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Unlimited Energy

Pete N.
Pete N.
Jan 2, 2020 · 7 min read

When I was little, I loved watching sci-fi movies and playing games with flying cities, spaceships that traverse the universe and technology that looks like magic.

As you know, none of these things have happened yet. But why?


Even though I write this on my laptop at night, heating my room using electricity coming from a complex electrical grid, we are nowhere near technologically advanced as the common depictions in science fiction or the dreams I had as a little boy. And energy is probably the biggest reason why we can’t yet live in the skies. It is a huge constraint for human imagination and ingenuity.

So, how can we change that? How do we make little Pete’s dreams a reality?

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A tiny Sun.

I’m sure you’ve heard about nuclear energy. But did you know that there are 2 types of nuclear reactions?

The first is Fission, and this is what we already use around the world. Fission has a pretty bad reputation in general and that’s probably the reason why it amounts to only 10% of global energy production today. But how does it work?

Scientists take a heavy radioactive material, usually Uranium-235 and split its atoms by hitting them with neutrons. After the atoms break apart, they emit a lot of energy and other neutrons. These neutrons then go on to hit the next atoms and the chain reaction begins, bringing us the energy we need.

Even though it emits no greenhouse gasses, Fission is not a perfect energy source. Once the reaction has started, it’s an expensive and difficult challenge to keep it under control and the end result is radioactive waste which is extremely dangerous for thousands of years. Oh, and then there’s the potential meltdowns. Everyone knows about those because of the disasters at Chernobyl and Fukushima. Mistakes happen, unfortunately.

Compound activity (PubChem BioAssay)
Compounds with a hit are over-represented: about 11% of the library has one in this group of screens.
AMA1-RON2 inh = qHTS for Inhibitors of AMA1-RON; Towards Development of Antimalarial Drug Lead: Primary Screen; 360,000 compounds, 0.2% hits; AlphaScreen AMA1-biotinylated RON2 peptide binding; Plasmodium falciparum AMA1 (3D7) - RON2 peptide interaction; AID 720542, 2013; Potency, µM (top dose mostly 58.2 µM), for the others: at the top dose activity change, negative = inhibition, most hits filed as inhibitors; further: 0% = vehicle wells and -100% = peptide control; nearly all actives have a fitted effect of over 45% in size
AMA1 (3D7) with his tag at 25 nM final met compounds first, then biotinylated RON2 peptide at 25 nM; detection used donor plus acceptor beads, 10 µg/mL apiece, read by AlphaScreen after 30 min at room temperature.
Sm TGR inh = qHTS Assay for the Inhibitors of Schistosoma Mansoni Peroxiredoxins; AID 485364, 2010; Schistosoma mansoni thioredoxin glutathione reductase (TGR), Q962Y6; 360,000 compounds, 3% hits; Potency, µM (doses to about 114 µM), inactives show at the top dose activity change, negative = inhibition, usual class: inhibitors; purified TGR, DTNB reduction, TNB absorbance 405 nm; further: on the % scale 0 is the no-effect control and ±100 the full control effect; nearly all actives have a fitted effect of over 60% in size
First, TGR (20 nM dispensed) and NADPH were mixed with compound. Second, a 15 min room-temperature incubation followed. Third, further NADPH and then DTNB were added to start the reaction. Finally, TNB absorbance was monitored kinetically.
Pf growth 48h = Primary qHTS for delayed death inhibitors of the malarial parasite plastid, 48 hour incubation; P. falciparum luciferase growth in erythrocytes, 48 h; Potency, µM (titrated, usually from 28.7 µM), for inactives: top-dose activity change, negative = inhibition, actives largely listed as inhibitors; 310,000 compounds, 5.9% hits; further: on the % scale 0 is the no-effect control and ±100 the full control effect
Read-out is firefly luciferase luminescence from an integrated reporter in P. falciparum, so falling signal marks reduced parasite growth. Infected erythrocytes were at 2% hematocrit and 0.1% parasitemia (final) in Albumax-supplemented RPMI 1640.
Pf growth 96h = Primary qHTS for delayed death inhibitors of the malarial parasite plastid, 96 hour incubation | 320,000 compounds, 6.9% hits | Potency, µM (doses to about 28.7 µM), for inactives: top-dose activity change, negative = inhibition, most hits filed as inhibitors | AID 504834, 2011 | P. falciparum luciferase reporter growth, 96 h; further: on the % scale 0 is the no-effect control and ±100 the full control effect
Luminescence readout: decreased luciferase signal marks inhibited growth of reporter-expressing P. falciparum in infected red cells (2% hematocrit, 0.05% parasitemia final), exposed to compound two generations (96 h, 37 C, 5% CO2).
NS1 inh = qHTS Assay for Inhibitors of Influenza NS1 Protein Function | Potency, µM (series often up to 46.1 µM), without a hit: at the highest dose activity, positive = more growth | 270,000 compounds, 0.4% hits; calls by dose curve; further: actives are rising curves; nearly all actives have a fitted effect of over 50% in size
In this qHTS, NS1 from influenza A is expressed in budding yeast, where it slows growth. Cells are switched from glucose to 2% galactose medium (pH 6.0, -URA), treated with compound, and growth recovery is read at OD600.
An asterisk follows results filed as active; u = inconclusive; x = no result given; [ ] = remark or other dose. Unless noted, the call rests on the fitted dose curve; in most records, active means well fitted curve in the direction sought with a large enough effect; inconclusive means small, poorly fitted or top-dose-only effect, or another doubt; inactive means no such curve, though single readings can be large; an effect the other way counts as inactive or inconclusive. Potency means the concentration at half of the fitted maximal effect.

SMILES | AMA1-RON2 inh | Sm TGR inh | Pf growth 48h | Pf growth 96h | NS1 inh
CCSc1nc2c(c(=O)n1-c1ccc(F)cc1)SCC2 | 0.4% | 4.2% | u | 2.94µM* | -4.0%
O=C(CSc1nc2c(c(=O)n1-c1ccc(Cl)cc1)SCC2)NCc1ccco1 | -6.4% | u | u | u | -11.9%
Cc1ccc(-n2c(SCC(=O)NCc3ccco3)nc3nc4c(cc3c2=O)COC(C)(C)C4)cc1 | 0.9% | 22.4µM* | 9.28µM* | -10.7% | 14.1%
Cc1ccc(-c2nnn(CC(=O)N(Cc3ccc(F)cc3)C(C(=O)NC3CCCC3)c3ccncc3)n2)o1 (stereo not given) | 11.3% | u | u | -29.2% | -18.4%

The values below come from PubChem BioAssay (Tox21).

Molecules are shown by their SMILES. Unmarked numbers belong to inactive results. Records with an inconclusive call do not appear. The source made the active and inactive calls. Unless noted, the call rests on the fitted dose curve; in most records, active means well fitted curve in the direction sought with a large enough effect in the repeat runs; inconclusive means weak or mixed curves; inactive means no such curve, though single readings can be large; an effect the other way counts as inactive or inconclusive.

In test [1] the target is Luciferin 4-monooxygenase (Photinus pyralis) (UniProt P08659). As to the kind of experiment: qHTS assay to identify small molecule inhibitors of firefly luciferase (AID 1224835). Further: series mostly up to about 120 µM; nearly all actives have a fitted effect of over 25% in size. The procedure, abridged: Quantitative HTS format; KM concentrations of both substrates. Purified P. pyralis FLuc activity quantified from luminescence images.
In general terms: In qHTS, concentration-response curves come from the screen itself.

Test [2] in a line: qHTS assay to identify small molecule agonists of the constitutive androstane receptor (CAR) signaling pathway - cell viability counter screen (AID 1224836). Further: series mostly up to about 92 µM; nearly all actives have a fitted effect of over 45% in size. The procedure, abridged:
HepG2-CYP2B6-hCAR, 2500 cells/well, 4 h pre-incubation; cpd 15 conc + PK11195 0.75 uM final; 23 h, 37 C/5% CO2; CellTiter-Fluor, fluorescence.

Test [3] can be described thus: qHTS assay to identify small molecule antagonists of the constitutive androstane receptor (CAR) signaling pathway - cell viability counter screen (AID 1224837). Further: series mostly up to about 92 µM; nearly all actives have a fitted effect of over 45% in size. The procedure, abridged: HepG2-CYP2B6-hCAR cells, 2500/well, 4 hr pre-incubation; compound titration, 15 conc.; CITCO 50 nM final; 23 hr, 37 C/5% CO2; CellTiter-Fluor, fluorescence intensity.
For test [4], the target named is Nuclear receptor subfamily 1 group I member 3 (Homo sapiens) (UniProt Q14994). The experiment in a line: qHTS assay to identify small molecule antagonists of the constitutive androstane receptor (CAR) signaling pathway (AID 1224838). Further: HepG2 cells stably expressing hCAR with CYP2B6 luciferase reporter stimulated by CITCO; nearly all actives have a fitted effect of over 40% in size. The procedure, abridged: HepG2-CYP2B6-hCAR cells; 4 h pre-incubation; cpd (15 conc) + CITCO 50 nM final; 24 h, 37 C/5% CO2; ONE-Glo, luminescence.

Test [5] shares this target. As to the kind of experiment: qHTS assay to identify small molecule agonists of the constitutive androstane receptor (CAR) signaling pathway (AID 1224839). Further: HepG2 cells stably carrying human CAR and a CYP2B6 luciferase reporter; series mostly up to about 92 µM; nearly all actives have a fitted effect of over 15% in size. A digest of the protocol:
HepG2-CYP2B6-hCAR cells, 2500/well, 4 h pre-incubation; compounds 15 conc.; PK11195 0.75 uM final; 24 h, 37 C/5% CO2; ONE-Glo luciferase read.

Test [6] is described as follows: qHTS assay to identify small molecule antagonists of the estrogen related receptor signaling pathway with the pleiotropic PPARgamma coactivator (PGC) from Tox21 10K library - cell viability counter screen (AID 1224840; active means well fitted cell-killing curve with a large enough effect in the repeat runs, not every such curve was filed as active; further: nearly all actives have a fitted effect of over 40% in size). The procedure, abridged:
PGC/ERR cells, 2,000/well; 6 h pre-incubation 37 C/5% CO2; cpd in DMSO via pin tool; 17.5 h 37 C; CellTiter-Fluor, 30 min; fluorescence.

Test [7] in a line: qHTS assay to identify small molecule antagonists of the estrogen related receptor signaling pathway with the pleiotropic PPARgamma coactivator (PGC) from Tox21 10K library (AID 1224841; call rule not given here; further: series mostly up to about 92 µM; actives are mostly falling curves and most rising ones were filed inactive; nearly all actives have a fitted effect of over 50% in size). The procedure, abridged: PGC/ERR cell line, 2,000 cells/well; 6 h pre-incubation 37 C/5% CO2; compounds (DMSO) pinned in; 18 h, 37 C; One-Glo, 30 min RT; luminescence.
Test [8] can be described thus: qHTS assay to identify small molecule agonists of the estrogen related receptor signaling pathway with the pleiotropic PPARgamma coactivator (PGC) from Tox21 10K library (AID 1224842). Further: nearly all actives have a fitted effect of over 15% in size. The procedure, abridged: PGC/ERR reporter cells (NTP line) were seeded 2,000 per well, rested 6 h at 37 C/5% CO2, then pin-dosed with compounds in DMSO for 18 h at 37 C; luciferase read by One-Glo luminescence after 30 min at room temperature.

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Fission is interesting, yet it seems the world isn’t willing to explore it more. The industry is plagued by politics and concerned critics. There are some interesting developments in Fission, but I’ll keep them for another post.

It’s time to see the second nuclear reaction. It’s almost like magic.


In Fission, atoms split apart. In Fusion, atoms merge together. And although that might sound easy, it’s far from that. The Sun does fusion reactions constantly, combining Hydrogen at enormous density and temperature. But replicating that process here has turned out to be the greatest scientific challenge...ever.

So where do we begin? The fuel.

Most scientists agree that we are likely to use two Hydrogen isotopes -Deuterium and Tritium. Deuterium is harmless and virtually inexhaustible - it can be distilled from all forms of water. In a cubic meter of seawater, there are 33 grams of Deuterium. It’s basically everywhere!

Tritium, however, is a different story. It is a fast-decaying radioelement of hydrogen which occurs only in trace quantities in nature. There are only 20 kilograms of this material globally and producing it is rather hard. On the flip side, we only need tiny quantities and scientists believe we can produce Tritium during the Fusion reaction itself, thus making it a self-sustainable process.

Why is this fuel special? Well…the energy output of 1kg of fusion fuel theoretically equals 1 million kgs of fossil fuels burned. Let me repeat. 1kg = 1 MILLION KGS. It’s insane.

Once we have both elements, we have to get them to fuse. And here comes the real difficulty…

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Since we don’t have the luxury of the extreme pressure created by our Sun’s gravity, we have to do something very different. In order to get these elements to merge, we have to create the hottest spot in the Solar system, maintaining temperatures of at least 100 million degrees Celsius. And will you know it, a reactor in China just reached this impressive milestone! That’s more than six times hotter than the Sun itself. Crazy, right? We’ve artificially created the hottest place in our Solar system. And that’s just the start.